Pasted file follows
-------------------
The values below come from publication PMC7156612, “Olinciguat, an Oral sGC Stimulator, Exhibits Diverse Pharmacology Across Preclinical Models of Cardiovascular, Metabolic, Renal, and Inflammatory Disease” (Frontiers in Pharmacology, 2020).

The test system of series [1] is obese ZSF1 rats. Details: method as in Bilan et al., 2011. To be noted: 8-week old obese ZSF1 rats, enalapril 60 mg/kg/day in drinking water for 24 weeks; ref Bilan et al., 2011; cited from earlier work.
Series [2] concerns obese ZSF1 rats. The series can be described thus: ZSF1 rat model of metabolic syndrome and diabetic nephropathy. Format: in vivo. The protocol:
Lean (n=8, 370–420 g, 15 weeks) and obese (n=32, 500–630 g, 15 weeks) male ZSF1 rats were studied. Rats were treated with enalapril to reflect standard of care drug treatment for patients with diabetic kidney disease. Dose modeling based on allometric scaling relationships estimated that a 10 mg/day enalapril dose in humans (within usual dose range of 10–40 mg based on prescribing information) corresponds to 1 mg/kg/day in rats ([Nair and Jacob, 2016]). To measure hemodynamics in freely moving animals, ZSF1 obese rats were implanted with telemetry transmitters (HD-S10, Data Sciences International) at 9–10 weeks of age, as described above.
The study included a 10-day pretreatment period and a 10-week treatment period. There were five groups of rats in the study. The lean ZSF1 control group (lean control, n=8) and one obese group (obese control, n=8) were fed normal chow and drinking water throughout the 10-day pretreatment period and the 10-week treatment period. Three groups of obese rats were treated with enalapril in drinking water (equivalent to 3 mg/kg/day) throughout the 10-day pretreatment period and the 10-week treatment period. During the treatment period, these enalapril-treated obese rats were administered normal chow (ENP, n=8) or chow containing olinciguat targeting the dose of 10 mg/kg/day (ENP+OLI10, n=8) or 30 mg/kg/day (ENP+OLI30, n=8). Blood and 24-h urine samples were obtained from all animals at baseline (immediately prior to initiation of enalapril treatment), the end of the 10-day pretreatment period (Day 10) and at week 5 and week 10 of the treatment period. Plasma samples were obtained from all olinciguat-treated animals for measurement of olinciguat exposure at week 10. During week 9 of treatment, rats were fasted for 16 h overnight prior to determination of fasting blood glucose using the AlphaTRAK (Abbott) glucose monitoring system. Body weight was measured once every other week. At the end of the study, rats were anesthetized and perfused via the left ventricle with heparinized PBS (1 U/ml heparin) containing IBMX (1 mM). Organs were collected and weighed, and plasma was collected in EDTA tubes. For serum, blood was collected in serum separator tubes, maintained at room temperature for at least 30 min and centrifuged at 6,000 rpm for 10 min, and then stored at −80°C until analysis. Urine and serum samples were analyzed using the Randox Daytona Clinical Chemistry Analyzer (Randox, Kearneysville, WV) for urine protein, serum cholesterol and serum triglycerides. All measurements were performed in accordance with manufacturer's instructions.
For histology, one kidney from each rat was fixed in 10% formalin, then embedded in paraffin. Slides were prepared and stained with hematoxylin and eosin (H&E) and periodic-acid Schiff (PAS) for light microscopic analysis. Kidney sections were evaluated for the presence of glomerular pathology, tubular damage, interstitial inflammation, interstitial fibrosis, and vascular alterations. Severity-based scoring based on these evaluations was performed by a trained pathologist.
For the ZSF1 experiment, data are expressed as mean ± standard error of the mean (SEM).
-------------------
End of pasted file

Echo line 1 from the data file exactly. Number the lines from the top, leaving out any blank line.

The values below come from publication PMC7156612, “Olinciguat, an Oral sGC Stimulator, Exhibits Diverse Pharmacology Across Preclinical Models of Cardiovascular, Metabolic, Renal, and Inflammatory Disease” (Frontiers in Pharmacology, 2020).